Introduction: Dural puncture epidural analgesia (DPE) is a modification of conventional epidural analgesia that involves the intentional puncture of the dura with a spinal needle through the needle placed in the epidural space, without a medication being injected intrathecally. There have been contradictory findings regarding better analgesia and better block quality. Methods: A systematic literature search was done to identify randomized controlled trials (RCT) comparing DPE with epidural analgesia. The risk of bias was assessed with the Cochrane tool. Risk ratio and 95% confidence intervals were calculated. Results: Five RCTs including 581 patients were identified, five reporting on labor analgesia and one on caesarean section. Single studies suggested slightly better analgesia by finding a median time to achieve sufficient analgesia of two minutes less in the DPE group, a higher number of women having a pain score <10/100 at 20 min, a reduction in the number of epidural top-ups and better sacral spread. The studies did not show a difference between DPE and epidural analgesia for catheter replacement or manipulation rates, the incidence of intravascular placement or unilateral block. Conclusion: There is a lack of clear evidence on either the benefits or the risks of the DPE technique, such that a recommendation for or against its routine use is premature. Two of the three studies showing a beneficial effect of DPE came from the same institution and replication of the findings by other groups is warranted.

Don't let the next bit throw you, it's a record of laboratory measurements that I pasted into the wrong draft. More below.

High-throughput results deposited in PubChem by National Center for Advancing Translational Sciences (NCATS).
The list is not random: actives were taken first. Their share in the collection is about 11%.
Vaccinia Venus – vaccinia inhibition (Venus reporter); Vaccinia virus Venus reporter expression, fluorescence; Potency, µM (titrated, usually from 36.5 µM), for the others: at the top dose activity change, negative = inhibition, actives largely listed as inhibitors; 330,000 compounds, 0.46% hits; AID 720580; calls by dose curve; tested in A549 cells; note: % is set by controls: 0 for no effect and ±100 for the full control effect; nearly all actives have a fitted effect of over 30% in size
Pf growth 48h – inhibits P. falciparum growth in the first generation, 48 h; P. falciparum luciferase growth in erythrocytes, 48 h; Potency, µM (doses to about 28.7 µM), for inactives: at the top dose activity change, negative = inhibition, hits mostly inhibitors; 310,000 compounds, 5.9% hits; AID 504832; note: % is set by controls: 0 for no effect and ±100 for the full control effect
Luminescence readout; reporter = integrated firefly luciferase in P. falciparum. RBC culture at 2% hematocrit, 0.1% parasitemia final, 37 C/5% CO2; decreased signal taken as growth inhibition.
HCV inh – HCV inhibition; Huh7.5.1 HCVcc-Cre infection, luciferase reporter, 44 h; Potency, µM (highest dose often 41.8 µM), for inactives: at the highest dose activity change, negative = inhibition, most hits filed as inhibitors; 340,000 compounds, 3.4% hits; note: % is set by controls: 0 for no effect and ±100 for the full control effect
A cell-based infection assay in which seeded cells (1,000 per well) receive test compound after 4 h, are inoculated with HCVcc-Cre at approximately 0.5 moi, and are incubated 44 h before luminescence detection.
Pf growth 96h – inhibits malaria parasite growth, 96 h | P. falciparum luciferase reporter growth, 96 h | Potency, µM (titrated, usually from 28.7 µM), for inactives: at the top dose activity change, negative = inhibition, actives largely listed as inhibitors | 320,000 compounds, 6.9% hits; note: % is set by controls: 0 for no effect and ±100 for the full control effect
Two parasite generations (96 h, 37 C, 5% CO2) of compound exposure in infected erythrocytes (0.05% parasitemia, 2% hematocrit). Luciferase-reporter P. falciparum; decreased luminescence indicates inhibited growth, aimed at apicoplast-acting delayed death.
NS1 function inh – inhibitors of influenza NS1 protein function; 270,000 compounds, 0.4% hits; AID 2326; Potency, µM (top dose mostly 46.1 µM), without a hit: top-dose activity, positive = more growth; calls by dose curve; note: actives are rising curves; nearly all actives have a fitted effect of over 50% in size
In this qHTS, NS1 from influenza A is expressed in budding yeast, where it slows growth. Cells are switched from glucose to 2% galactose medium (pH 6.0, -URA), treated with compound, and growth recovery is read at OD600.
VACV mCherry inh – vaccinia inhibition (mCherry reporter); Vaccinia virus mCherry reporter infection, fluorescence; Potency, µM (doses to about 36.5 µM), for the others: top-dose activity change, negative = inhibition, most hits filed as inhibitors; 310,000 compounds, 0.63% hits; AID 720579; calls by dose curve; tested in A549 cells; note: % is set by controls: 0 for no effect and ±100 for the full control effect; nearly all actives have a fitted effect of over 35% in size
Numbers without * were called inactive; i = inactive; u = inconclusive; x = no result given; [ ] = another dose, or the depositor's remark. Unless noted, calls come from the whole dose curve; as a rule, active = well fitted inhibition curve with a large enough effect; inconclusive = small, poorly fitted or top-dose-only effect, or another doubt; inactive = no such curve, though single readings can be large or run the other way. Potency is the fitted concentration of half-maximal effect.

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Journal International Journal of Obstetric Anesthesia
Heesen, M, Rijs, K. (K.), Rossaint, R, & Klimek, M. (2019). Dural puncture epidural versus conventional epidural block for labor analgesia: a systematic review of randomized controlled trials. International Journal of Obstetric Anesthesia. doi:10.1016/j.ijoa.2019.05.007